The Splendour Falls on Castle Walls
The speaker of "The Splendour Falls on Castle Walls" is walking in the hills above a castle—alone. Does that bum him out? Not one little bit. He watches the sunset, takes in the beautiful scenery, and enjoys the solitude. Suddenly, though, he hears a bugle horn that seems to come out of nowhere. He's not as solitary as he thought he was! But the combination of his apparent isolation, with the reminder of other people (that he can't see), contribute to the kind of deep thinking and reflection that he's able to accomplish here.
Questions About Isolation
- Is the speaker alone, or isn't he? How can you tell?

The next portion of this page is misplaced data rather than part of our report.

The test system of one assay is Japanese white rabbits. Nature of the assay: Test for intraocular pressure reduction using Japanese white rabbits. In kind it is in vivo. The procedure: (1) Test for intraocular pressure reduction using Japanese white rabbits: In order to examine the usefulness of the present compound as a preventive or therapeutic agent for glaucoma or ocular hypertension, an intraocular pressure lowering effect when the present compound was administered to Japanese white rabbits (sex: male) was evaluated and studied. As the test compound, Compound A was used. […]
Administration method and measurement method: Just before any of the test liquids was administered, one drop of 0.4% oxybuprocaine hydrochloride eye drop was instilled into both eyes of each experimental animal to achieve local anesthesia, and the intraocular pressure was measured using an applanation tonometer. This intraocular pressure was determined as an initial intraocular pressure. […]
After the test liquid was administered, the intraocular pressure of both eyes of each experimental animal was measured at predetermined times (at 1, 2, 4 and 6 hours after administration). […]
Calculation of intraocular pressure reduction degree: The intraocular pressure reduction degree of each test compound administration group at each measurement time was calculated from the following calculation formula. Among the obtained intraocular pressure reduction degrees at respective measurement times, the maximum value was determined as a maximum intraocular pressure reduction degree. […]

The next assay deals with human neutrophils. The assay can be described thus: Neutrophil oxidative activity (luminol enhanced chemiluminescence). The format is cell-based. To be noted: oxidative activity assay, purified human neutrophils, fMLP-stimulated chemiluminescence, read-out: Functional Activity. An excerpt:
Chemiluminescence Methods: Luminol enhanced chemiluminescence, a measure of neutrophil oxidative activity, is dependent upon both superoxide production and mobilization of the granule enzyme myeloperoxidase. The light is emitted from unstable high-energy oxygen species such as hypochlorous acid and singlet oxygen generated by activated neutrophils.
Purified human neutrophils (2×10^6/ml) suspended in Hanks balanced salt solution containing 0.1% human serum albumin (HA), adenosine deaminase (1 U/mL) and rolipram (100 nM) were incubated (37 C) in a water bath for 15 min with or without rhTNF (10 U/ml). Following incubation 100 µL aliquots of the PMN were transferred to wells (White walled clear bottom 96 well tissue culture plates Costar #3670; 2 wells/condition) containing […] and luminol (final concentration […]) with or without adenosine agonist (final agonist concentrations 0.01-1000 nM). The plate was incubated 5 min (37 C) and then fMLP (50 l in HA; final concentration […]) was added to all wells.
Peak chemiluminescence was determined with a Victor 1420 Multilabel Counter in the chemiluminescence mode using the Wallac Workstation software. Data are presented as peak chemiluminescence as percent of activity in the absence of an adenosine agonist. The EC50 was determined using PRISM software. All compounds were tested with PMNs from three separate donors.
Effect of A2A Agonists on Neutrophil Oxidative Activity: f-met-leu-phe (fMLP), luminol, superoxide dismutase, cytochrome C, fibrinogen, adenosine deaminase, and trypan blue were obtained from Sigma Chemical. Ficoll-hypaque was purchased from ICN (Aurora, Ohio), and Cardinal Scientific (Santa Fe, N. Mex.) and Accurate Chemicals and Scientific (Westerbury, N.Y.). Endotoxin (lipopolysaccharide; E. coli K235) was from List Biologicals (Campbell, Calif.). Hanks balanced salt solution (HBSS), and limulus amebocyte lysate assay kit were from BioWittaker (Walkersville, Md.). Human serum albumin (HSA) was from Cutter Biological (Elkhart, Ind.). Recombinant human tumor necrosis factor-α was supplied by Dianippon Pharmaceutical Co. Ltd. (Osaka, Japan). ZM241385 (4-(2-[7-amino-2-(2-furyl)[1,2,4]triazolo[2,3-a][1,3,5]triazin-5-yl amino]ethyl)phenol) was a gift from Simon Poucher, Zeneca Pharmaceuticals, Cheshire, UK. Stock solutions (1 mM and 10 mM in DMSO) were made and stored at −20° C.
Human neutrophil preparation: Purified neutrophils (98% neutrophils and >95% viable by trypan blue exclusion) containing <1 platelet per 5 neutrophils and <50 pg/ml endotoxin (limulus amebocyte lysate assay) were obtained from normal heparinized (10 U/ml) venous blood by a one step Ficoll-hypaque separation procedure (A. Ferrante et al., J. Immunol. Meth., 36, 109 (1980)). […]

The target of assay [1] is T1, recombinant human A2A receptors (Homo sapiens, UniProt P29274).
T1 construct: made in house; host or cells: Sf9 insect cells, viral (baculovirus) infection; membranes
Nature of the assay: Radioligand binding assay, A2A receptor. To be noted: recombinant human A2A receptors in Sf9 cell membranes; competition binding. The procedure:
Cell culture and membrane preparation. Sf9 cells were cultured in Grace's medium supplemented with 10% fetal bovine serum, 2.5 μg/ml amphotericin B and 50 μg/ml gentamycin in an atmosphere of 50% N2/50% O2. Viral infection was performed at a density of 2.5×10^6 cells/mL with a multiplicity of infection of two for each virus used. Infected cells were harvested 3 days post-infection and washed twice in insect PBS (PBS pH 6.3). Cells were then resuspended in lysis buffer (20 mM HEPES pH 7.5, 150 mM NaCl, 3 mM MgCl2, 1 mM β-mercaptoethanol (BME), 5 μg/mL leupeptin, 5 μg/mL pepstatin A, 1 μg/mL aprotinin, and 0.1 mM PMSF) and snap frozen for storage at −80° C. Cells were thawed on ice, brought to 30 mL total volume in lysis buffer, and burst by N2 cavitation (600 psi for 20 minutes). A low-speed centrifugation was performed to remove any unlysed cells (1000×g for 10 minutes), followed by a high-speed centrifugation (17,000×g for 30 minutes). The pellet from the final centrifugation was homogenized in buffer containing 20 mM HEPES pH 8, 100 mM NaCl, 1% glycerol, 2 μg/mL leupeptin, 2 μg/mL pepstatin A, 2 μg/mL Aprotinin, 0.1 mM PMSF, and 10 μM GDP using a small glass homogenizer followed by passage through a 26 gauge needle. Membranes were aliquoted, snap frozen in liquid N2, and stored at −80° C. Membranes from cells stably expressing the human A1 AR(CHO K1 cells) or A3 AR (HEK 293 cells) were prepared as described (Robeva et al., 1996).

- Why does the speaker address the bugles themselves, instead of the person who is playing it?
- Who is the "love" that the speaker addresses in line 13? Is it someone who is with him, or is he speaking to someone who is absent? How can you tell?
- Would it change your reading of the poem if you knew for sure whether the speaker were really by himself? Why or why not?
Chew on This
Although the speaker of "The Splendour Falls" seems to be completely alone, the sound of the bugles reminds him abruptly that solitude is only ever an illusion. Every corner of the earth, even if uninhabited today, is still inhabited by the "echoes" of historical men and women. You can't get away!
Bugler? What bugler? The speaker of the poem addresses the bugle, instead of the person playing it, in order to sustain the illusion of solitude and of being isolated from other people.